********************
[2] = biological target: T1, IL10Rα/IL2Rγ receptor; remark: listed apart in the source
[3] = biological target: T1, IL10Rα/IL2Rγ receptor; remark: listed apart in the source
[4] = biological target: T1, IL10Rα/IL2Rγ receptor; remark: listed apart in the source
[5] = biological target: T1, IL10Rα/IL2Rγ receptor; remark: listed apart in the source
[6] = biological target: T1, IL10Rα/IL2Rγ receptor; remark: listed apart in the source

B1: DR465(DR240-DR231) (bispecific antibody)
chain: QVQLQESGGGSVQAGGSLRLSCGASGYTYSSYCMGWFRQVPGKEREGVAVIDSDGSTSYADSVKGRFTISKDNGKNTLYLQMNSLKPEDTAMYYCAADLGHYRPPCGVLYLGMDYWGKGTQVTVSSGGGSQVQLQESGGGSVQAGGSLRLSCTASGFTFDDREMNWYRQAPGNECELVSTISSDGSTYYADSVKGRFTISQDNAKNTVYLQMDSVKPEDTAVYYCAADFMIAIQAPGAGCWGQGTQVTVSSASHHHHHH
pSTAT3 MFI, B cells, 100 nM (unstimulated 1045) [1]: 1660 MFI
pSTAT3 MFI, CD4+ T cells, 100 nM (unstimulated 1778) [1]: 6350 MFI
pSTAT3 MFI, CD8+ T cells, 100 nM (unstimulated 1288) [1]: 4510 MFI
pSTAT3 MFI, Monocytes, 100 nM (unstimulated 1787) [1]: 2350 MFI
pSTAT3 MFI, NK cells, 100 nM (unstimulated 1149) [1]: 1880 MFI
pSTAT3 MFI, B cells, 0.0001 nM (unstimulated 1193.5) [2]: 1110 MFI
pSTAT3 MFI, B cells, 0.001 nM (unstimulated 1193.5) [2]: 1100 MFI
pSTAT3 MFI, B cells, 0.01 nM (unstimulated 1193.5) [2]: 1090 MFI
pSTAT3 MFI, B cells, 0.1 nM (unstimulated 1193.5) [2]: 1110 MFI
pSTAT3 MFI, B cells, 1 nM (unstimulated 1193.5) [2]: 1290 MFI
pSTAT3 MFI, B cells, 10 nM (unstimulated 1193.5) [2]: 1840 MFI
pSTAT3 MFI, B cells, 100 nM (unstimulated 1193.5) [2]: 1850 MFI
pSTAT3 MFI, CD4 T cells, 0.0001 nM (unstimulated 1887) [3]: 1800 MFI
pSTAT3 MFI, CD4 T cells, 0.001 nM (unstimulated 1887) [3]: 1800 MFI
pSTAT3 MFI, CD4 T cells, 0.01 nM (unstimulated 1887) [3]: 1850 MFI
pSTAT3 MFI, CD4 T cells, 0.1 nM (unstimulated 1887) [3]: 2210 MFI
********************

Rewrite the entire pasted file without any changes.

[2] = biological target: T1, IL10Rα/IL2Rγ receptor; remark: listed apart in the source
[3] = biological target: T1, IL10Rα/IL2Rγ receptor; remark: listed apart in the source
[4] = biological target: T1, IL10Rα/IL2Rγ receptor; remark: listed apart in the source
[5] = biological target: T1, IL10Rα/IL2Rγ receptor; remark: listed apart in the source
[6] = biological target: T1, IL10Rα/IL2Rγ receptor; remark: listed apart in the source

B1: DR465(DR240-DR231) (bispecific antibody)
chain: QVQLQESGGGSVQAGGSLRLSCGASGYTYSSYCMGWFRQVPGKEREGVAVIDSDGSTSYADSVKGRFTISKDNGKNTLYLQMNSLKPEDTAMYYCAADLGHYRPPCGVLYLGMDYWGKGTQVTVSSGGGSQVQLQESGGGSVQAGGSLRLSCTASGFTFDDREMNWYRQAPGNECELVSTISSDGSTYYADSVKGRFTISQDNAKNTVYLQMDSVKPEDTAVYYCAADFMIAIQAPGAGCWGQGTQVTVSSASHHHHHH
pSTAT3 MFI, B cells, 100 nM (unstimulated 1045) [1]: 1660 MFI
pSTAT3 MFI, CD4+ T cells, 100 nM (unstimulated 1778) [1]: 6350 MFI
pSTAT3 MFI, CD8+ T cells, 100 nM (unstimulated 1288) [1]: 4510 MFI
pSTAT3 MFI, Monocytes, 100 nM (unstimulated 1787) [1]: 2350 MFI
pSTAT3 MFI, NK cells, 100 nM (unstimulated 1149) [1]: 1880 MFI
pSTAT3 MFI, B cells, 0.0001 nM (unstimulated 1193.5) [2]: 1110 MFI
pSTAT3 MFI, B cells, 0.001 nM (unstimulated 1193.5) [2]: 1100 MFI
pSTAT3 MFI, B cells, 0.01 nM (unstimulated 1193.5) [2]: 1090 MFI
pSTAT3 MFI, B cells, 0.1 nM (unstimulated 1193.5) [2]: 1110 MFI
pSTAT3 MFI, B cells, 1 nM (unstimulated 1193.5) [2]: 1290 MFI
pSTAT3 MFI, B cells, 10 nM (unstimulated 1193.5) [2]: 1840 MFI
pSTAT3 MFI, B cells, 100 nM (unstimulated 1193.5) [2]: 1850 MFI
pSTAT3 MFI, CD4 T cells, 0.0001 nM (unstimulated 1887) [3]: 1800 MFI
pSTAT3 MFI, CD4 T cells, 0.001 nM (unstimulated 1887) [3]: 1800 MFI
pSTAT3 MFI, CD4 T cells, 0.01 nM (unstimulated 1887) [3]: 1850 MFI
pSTAT3 MFI, CD4 T cells, 0.1 nM (unstimulated 1887) [3]: 2210 MFI